Working It Out

by Rachel Lincoln Sarnoff

Champion athlete Laila Ali has gained new ground for women’s sports and become an ambassador for healthy living.
Laila Ali is never one to rest on her laurels. Last year, the four-time undefeated boxing world champion gained new ground for women’s sports, completing her tenure as president of the Women’s Sports Foundation and co-hosting CBS’ We Have to Talk, the first female sports show to appear on network television.
Ali is a true ambassador for healthy living. The former triathlete hosts the nationally syndicated All-In With Laila Ali, donates her time to the national nonprofits Healthy Child Healthy World and Feeding America, and is currently working on her second book, which will share her unique approach to health and fitness. An accomplished Food Network cooking enthusiast and champion of Chopped All-Stars, Ali’s new Late Nite Chef Fight can be seen on the FYI Network.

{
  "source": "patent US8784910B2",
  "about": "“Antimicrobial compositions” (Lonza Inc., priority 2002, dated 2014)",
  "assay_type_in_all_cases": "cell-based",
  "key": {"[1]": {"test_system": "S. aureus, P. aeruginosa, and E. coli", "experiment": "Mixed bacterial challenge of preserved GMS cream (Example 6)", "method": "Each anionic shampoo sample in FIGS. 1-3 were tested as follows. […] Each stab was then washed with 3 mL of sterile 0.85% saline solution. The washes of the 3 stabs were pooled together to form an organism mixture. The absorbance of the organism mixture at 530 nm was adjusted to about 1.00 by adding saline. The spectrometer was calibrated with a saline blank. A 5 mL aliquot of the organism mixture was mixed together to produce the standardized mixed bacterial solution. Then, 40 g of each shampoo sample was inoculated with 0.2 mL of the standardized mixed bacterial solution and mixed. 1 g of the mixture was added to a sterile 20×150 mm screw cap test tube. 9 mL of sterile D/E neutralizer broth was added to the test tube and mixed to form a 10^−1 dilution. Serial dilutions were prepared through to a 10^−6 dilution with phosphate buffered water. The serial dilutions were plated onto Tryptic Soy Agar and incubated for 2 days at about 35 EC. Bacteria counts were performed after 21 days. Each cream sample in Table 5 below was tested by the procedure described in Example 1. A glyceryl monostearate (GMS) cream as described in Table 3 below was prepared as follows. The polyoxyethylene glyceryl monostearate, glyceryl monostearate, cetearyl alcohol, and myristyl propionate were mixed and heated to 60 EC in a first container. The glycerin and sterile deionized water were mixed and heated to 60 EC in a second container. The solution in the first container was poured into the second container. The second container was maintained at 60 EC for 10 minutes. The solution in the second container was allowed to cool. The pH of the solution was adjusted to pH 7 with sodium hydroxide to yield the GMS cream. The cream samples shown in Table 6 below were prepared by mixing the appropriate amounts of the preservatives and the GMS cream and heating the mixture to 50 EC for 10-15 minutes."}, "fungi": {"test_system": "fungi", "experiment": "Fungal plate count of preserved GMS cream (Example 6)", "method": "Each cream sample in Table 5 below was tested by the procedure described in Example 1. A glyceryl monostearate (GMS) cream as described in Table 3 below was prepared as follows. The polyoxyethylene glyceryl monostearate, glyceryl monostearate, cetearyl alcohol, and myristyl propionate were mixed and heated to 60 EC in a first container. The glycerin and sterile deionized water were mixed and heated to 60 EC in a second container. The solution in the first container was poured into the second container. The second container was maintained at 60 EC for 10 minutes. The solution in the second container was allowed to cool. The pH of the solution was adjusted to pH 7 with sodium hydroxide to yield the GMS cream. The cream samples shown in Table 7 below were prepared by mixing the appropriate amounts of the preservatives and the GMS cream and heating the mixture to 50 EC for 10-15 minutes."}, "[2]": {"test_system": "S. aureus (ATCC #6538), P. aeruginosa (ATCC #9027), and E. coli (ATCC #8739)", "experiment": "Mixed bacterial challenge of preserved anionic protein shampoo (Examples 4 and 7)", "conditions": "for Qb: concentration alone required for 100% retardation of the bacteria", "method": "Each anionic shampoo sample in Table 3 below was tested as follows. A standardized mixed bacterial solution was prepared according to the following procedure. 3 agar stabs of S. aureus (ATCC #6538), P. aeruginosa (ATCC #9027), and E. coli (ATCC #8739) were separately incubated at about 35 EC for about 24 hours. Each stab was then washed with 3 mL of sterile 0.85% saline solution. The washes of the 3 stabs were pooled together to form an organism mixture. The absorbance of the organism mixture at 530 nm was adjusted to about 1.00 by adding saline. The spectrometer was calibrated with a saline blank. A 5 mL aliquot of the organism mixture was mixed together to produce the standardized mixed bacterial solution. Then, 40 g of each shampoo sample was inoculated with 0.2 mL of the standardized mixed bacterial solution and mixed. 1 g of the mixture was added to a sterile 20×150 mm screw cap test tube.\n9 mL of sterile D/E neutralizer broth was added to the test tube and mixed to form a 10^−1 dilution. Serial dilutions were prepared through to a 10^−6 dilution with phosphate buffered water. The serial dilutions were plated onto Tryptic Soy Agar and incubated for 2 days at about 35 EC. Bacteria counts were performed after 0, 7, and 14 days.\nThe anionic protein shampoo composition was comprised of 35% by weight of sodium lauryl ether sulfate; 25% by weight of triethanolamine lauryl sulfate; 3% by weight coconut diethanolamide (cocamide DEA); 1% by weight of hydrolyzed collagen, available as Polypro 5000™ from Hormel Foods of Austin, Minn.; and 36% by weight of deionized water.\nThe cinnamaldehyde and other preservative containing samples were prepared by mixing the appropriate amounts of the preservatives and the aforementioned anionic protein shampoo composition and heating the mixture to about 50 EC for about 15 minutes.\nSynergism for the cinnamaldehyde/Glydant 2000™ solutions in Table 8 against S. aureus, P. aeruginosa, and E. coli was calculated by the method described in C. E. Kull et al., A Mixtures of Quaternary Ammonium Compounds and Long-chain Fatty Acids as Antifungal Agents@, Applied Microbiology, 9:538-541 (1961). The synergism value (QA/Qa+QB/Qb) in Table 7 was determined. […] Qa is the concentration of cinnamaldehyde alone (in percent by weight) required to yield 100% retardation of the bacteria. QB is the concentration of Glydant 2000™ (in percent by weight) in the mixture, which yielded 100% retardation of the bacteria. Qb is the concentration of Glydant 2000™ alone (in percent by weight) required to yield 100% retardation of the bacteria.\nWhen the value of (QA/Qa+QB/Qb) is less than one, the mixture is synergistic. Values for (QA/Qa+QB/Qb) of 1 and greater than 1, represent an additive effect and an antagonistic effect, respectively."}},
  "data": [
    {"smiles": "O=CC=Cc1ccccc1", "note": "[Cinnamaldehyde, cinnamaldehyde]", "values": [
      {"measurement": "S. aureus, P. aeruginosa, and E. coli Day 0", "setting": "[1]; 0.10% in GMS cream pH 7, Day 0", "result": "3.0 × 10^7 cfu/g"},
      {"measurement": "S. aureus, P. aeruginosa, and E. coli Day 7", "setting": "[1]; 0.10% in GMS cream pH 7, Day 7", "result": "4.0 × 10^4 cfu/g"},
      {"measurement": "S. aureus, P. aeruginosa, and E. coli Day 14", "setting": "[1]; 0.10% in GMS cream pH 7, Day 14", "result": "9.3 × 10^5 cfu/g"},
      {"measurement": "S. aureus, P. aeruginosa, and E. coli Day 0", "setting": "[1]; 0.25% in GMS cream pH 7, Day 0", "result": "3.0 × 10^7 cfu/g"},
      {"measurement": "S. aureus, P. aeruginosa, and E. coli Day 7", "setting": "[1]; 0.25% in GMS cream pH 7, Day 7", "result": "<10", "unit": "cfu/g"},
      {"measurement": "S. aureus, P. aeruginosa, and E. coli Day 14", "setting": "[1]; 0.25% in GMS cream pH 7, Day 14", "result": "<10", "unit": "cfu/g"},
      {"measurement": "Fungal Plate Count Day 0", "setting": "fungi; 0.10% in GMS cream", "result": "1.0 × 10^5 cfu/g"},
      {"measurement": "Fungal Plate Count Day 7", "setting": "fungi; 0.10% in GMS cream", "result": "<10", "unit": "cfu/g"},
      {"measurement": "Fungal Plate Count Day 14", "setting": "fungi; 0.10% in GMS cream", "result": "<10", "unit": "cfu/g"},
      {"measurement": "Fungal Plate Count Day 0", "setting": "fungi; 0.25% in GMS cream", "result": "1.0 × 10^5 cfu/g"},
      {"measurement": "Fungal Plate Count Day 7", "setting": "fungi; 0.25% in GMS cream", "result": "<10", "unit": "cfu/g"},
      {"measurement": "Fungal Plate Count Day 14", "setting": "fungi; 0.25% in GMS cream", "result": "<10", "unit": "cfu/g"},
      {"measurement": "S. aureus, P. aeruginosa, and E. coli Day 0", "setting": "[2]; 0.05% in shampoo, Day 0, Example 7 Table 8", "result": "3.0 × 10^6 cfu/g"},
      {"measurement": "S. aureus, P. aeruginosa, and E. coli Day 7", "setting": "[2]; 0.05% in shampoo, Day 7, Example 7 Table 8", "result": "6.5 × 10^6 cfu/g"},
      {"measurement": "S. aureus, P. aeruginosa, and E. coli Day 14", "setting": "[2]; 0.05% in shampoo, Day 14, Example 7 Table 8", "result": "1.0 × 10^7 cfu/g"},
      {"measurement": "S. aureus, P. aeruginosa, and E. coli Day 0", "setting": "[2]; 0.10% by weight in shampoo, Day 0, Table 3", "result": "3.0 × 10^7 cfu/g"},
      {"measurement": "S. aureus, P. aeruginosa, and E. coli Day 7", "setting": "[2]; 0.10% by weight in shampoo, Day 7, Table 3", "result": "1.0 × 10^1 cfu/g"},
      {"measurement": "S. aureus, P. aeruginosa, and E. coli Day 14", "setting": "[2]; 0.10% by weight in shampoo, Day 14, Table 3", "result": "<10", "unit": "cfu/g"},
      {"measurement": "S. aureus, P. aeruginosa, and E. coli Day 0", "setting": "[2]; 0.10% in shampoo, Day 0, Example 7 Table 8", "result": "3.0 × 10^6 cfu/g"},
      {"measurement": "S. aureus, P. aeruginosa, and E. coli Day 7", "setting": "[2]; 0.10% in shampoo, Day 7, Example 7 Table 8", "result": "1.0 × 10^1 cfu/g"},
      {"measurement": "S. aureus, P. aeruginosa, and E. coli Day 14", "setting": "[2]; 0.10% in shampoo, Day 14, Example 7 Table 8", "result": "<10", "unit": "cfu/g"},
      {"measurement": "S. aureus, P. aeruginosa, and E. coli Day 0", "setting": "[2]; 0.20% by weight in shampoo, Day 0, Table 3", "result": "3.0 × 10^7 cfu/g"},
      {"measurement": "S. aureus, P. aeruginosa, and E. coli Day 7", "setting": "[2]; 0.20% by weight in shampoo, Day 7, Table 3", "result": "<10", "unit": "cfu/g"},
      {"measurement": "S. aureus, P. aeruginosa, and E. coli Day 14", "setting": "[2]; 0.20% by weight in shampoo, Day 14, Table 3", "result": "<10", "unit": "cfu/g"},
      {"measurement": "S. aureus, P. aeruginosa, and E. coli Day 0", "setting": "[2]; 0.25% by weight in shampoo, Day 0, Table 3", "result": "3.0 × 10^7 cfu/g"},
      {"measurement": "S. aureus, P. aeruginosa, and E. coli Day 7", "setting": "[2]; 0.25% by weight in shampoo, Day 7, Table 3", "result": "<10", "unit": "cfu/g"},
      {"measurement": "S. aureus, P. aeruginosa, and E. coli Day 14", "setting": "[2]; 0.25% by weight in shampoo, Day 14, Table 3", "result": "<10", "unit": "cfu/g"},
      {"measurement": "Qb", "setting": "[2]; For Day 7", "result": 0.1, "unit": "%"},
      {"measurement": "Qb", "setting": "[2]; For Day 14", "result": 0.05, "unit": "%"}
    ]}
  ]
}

We caught up with her at her home in Los Angeles, which she shares with her husband, former NFL star Curtis Conway, and their two children.
You’re a professional athlete, television host, cooking enthusiast, motivational speaker and entrepreneur. Professionally, which role is most important to you right now?
The television hosting that I’ve been doing, because being on TV gives you a platform. As far as public speaking is concerned, that I can kind of schedule on my off time. And being a health and wellness, fitness person—well, that’s just who I am. It’s very natural. So it’s incorporated into what I do on television or what I’m speaking about—any press that I’m doing, the book that I’m working on. All of that is a part of who I am in my life.